The flow of communication need not be one-way. The system enables anyone with access to a computer and server to input materials. The internet is fast becoming a medium of world civilization, allowing people to experience different cultures. The internet represents the ultimate inter-culture communication so far achieved by human kind. The challenges facing Africa is to project and promotes its cultures in the market place of civilization (Obadina 2000:29).

Unfortunately, as noted by Slibanda (2000:35), Africa is foremost in being economically stagnant and technologically marginalized, enjoying only one percent of the internet global communication connectivity, out of over fifty million intended world wide users with only one telephone for every 200 people.

Commenting further, on the issue, Nwosu (990:327) says the Third world information pole is lagging behind the western pole in the possession of communication technological hardware. In this regard Odadina (2000:28) thinks the situation leaves Africa spinning outside the global village.

On the other hand, scholars like Pitt (2000:4) believe that the most modern state of art “technology is not necessary the best choice for every radio and television station.

Aniebona (1990:116) also believes that if the technology is not home-grown, there may be a predominant dependence on foreign manpower for national and local broadcasting. Dertouzos (1997:139) adds that the guest for the most sophisticated technology might give to inhibition, on the part of the developing media from giving priority to better suited alternatives.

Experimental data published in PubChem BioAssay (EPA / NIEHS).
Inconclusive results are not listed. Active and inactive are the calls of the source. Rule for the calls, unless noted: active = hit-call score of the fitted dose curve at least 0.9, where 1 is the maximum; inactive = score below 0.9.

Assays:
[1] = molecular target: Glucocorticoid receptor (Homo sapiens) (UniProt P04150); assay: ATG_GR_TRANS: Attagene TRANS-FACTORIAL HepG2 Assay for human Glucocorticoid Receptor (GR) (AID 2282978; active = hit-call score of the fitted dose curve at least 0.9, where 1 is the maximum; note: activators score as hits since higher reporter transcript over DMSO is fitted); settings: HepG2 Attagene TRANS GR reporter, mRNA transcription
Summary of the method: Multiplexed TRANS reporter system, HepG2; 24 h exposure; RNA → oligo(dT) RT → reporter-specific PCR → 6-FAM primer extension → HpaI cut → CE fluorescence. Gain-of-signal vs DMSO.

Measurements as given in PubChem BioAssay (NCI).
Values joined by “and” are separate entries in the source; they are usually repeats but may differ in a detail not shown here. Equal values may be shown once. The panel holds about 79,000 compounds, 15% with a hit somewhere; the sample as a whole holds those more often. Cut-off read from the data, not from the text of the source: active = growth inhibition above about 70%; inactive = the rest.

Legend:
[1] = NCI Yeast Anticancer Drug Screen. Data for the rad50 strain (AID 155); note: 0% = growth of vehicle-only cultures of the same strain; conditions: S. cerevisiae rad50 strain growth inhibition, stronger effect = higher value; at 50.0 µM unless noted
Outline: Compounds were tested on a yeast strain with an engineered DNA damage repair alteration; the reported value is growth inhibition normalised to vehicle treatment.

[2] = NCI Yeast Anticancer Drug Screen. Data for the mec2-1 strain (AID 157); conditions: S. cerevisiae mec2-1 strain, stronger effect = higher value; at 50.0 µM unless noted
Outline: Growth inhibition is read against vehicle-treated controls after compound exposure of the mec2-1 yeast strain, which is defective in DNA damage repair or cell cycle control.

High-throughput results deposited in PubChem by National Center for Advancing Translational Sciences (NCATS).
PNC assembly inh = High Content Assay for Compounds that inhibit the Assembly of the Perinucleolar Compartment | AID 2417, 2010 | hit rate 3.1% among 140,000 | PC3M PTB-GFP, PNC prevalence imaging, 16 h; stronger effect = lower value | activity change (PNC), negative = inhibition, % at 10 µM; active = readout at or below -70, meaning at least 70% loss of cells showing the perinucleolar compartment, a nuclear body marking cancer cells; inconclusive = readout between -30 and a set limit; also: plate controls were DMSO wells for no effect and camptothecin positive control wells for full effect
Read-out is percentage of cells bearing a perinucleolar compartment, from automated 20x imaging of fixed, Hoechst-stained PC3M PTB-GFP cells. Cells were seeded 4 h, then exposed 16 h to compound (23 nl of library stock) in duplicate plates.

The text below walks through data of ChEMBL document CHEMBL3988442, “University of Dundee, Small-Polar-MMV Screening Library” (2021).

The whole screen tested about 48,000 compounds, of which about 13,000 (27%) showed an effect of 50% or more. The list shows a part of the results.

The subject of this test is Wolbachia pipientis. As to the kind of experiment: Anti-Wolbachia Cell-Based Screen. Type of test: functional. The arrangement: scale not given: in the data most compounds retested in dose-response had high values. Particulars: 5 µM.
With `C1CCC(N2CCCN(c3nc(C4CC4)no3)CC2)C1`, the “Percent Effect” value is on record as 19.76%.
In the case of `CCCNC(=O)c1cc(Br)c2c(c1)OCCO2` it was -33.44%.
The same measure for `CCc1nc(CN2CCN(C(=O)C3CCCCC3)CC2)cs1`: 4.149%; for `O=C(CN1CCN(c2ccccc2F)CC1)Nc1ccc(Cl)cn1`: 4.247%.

Although the internet has already has a profound effect on the way. People learn, conduct research, buy goods and communicates (Krechoruecka, 1999:9), connectivity to the Net in Nigeria as in other African countries has remain low. Fleury (1999:3) is worried that “in 1999, excluding South African, only African in every 9,000 has access to the internet while around the world the average is one person in 40. Yet all African countries are connected to this Network of Networks and the number of internet service suppliers is growing rapidly”.

As with other information and communication technologies, the low connectivity is attributed to power cuts, lack of access to communication as a result of low teledensity, inadequate penetration and infrastructure, underdevelopment, lack of capital and investment resources for Network development, high cost of computer, information technology (IT) Component and materials, high cost of telephone, lack of human resources, inadequate training facilities, lack of awareness and cultural over-bearance and lack of political will (Usn, 2000:5).